Human remains unearthed in a search for the grave of missing war photographer Sean Flynn will be kept indefinitely in the US, although a recent analysis has shown they may belong to a Cambodian, a US military officer said yesterday.
Amateur diggers found the bone fragments during a much-criticized March dig in search of the resting place of Flynn, the photojournalist son of Hollywood actor Errol Flynn who disappeared covering the Cambodian conflict in 1970. DNA tests have conclusively shown that the bone fragments are not his.
“The remains will be retained at the JPAC indefinitely,” US Air Force Lieutenant-Colonel Wayne Perry wrote in an e-mail yesterday. Lt Col Perry is public affairs director for the Joint POW/MIA Accounting Command, or JPAC, the Hawaii-based agency tasked with finding Americans who went missing in past wars.
JPAC “continues to work on all unresolved cases in the lab,” he said, adding that “the remains do not match any known Westerner for whom JPAC has DNA reference samples.”
In an e-mail on Tuesday, Lt Col Perry said DNA tests have shown the bone pieces are not Flynn’s and that they “appear to be indigenous.”
Non Nget, supreme patriarch of the Mohanikaya order, the majority sect within Theravada Buddhism, said keeping the remains in the US did not go against Cambodian culture.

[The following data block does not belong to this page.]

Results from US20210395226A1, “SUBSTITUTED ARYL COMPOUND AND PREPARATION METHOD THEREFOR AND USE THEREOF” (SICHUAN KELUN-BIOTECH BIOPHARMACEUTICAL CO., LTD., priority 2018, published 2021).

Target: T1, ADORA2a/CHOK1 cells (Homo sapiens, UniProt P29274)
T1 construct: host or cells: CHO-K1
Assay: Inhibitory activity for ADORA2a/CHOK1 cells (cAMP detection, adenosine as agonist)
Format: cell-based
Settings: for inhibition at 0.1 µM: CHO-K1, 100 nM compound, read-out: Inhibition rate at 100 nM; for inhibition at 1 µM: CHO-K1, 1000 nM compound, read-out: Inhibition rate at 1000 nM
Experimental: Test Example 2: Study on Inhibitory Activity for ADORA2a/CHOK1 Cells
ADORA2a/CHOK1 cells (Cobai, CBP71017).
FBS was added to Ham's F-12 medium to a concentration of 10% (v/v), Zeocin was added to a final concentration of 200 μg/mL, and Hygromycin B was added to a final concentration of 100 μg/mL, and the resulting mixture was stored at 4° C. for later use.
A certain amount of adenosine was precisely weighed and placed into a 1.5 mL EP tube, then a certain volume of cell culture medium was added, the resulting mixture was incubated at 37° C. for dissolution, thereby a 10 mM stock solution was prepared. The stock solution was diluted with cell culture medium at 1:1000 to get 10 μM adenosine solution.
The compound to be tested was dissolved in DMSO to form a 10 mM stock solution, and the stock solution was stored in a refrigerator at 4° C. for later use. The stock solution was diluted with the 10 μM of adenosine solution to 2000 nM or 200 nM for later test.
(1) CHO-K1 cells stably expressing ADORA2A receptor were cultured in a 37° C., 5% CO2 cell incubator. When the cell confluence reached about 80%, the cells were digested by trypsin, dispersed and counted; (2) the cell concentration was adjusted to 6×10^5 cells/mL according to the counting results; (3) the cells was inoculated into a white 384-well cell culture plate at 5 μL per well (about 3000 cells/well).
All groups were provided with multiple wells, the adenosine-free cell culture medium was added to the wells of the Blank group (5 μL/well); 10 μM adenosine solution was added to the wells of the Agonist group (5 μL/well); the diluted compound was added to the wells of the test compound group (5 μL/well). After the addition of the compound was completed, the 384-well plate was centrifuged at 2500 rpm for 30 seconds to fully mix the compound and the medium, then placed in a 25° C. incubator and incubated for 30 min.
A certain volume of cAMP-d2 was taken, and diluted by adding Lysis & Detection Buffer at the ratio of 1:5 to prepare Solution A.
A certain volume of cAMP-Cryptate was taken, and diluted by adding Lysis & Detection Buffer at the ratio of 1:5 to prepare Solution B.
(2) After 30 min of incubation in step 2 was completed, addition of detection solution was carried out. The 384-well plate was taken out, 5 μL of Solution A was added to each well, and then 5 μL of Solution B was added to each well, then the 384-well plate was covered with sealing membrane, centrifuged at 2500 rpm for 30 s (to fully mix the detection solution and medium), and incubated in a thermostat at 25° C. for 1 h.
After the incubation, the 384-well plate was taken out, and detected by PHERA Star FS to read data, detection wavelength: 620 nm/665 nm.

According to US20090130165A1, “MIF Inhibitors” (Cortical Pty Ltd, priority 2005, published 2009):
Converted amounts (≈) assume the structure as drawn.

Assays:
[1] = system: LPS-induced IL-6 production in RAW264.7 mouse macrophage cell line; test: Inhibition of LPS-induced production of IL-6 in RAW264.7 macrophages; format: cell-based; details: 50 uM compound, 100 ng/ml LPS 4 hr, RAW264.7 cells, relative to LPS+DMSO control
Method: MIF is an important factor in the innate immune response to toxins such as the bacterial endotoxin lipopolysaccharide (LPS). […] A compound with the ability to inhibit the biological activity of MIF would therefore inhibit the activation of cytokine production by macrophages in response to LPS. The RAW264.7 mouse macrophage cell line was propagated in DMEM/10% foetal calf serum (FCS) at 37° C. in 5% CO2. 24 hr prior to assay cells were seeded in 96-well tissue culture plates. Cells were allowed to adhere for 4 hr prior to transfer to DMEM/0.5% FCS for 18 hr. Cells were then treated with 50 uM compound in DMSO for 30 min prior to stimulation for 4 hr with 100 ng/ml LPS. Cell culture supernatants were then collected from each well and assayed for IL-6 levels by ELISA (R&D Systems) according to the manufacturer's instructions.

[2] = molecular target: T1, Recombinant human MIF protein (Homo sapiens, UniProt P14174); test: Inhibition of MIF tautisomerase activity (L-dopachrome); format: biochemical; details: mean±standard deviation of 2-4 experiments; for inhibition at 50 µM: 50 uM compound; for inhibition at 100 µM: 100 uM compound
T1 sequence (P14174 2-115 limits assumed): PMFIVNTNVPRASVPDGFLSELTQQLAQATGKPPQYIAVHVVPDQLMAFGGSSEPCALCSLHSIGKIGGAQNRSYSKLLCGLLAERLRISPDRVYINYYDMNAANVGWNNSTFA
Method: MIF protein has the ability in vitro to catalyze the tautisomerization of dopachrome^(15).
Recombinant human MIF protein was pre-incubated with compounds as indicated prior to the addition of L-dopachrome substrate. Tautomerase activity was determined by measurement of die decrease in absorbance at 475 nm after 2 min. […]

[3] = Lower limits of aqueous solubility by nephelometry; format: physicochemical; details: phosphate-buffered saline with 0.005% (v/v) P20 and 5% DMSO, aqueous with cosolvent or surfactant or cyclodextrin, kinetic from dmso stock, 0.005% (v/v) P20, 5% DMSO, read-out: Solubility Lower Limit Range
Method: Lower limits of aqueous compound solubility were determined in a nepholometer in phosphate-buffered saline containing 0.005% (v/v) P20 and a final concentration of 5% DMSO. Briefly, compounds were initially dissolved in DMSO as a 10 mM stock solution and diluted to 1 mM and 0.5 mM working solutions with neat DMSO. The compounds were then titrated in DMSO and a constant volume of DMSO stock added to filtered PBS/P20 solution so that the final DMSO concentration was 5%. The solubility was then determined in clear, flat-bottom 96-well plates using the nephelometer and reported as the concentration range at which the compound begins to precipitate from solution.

“It’s good luck for Cambodian people’s bones to be taken abroad and it doesn’t matter if the bones are kept in other countries,” he said.
Digs for human remains are acceptable in Cambodian culture as long as properly marked graves aren’t excavated, according to Non Nget. March’s dig was in a rice field.
Dork Narin, undersecretary of state for the Ministry of Cults and Religious Affairs, also said keeping the bones in the US was not a problem.
One of the amateur diggers, Dave MacMillan, said yesterday that JPAC should test the remains to see if they belong to other missing journalists.
“JPAC has proven…that the remains are not those of Sean Leslie Flynn,” Mr MacMillan wrote. “But they have not tested the data against the other missing journalists who aren’t American nationals.”
Mr MacMillan said his research showed a group of nine other journalists were executed with Flynn, and that the dental work in the jaw bone that was found is “uncharacteristic of native Cambodian dental work.”
But Lt Col Perry wrote yesterday that the dental work “is wholly consistent with dental work that could have been performed in Southeast Asia.”